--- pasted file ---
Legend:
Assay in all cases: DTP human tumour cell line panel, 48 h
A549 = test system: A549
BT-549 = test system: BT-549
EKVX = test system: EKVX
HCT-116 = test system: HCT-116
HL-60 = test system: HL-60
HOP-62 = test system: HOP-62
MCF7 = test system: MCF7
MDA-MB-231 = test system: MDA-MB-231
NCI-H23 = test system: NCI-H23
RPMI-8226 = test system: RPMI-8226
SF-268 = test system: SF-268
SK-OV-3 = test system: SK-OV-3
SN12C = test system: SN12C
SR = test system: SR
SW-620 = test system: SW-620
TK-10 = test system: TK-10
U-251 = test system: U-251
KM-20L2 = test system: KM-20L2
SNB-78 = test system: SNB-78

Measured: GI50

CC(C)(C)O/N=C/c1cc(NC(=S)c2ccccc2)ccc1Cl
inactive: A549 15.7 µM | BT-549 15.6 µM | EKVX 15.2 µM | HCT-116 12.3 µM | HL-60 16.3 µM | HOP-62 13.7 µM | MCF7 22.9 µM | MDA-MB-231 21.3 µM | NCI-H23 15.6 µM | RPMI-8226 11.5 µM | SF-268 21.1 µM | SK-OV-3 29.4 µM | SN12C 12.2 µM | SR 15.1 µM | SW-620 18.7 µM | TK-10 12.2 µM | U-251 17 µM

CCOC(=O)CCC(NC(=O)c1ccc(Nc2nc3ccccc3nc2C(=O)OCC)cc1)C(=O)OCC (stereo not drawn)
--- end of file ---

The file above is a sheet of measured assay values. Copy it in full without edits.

Legend:
Assay in all cases: DTP human tumour cell line panel, 48 h
A549 = test system: A549
BT-549 = test system: BT-549
EKVX = test system: EKVX
HCT-116 = test system: HCT-116
HL-60 = test system: HL-60
HOP-62 = test system: HOP-62
MCF7 = test system: MCF7
MDA-MB-231 = test system: MDA-MB-231
NCI-H23 = test system: NCI-H23
RPMI-8226 = test system: RPMI-8226
SF-268 = test system: SF-268
SK-OV-3 = test system: SK-OV-3
SN12C = test system: SN12C
SR = test system: SR
SW-620 = test system: SW-620
TK-10 = test system: TK-10
U-251 = test system: U-251
KM-20L2 = test system: KM-20L2
SNB-78 = test system: SNB-78

Measured: GI50

CC(C)(C)O/N=C/c1cc(NC(=S)c2ccccc2)ccc1Cl
inactive: A549 15.7 µM | BT-549 15.6 µM | EKVX 15.2 µM | HCT-116 12.3 µM | HL-60 16.3 µM | HOP-62 13.7 µM | MCF7 22.9 µM | MDA-MB-231 21.3 µM | NCI-H23 15.6 µM | RPMI-8226 11.5 µM | SF-268 21.1 µM | SK-OV-3 29.4 µM | SN12C 12.2 µM | SR 15.1 µM | SW-620 18.7 µM | TK-10 12.2 µM | U-251 17 µM

CCOC(=O)CCC(NC(=O)c1ccc(Nc2nc3ccccc3nc2C(=O)OCC)cc1)C(=O)OCC (stereo not drawn)